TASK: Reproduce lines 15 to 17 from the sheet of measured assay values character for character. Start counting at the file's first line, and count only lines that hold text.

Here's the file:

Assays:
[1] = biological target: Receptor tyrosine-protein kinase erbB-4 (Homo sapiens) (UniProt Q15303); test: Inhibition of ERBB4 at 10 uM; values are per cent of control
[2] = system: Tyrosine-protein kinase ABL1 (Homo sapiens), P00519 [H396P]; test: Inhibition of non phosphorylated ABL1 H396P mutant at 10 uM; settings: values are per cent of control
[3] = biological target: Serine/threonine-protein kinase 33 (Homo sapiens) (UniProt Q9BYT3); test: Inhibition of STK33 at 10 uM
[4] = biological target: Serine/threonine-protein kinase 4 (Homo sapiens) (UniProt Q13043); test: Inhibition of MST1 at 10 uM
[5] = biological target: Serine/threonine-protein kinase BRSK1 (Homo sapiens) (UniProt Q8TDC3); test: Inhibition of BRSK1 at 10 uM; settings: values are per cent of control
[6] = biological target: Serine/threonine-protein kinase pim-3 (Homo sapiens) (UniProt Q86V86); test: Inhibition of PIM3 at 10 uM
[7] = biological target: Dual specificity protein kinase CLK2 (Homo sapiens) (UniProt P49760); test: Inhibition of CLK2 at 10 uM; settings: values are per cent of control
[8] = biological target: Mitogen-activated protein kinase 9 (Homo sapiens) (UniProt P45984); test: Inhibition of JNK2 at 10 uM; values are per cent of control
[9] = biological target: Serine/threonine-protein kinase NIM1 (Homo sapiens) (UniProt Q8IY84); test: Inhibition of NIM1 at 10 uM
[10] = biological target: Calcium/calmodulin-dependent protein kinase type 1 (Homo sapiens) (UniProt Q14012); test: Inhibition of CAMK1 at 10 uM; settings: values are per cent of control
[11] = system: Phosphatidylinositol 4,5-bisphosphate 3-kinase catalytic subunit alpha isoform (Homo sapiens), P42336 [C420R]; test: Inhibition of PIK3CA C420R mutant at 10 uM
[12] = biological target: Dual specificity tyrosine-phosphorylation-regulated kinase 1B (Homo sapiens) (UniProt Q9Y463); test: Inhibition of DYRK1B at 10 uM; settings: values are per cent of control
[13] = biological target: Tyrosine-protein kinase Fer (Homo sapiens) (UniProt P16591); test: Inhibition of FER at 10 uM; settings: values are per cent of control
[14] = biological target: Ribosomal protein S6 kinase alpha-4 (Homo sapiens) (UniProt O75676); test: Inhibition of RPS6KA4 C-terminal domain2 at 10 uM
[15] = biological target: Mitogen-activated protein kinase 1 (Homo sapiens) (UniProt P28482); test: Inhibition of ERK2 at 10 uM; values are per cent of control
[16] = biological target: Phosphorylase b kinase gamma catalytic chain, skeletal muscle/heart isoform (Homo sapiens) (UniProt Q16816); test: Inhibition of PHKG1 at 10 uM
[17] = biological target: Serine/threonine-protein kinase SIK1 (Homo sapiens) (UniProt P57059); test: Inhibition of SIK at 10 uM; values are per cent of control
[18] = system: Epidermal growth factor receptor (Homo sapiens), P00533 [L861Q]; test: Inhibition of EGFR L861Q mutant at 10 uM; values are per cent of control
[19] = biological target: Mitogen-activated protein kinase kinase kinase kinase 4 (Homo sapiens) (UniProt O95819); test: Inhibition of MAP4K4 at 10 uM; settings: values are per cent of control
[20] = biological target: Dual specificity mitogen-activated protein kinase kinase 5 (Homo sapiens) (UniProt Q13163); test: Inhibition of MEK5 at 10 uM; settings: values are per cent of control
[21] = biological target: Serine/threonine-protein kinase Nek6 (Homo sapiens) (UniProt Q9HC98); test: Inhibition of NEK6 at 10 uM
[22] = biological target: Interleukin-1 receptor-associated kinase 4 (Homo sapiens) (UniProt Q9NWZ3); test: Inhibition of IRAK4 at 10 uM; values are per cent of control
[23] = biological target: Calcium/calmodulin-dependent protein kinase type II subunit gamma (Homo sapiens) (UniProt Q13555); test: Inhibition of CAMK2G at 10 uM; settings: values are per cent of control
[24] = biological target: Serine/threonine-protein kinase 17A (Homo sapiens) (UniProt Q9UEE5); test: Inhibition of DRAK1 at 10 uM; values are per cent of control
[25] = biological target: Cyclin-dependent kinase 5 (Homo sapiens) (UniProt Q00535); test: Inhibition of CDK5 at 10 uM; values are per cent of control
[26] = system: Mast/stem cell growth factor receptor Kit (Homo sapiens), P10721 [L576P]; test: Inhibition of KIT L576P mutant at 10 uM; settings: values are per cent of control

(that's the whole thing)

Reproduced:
[14] = biological target: Ribosomal protein S6 kinase alpha-4 (Homo sapiens) (UniProt O75676); test: Inhibition of RPS6KA4 C-terminal domain2 at 10 uM
[15] = biological target: Mitogen-activated protein kinase 1 (Homo sapiens) (UniProt P28482); test: Inhibition of ERK2 at 10 uM; values are per cent of control
[16] = biological target: Phosphorylase b kinase gamma catalytic chain, skeletal muscle/heart isoform (Homo sapiens) (UniProt Q16816); test: Inhibition of PHKG1 at 10 uM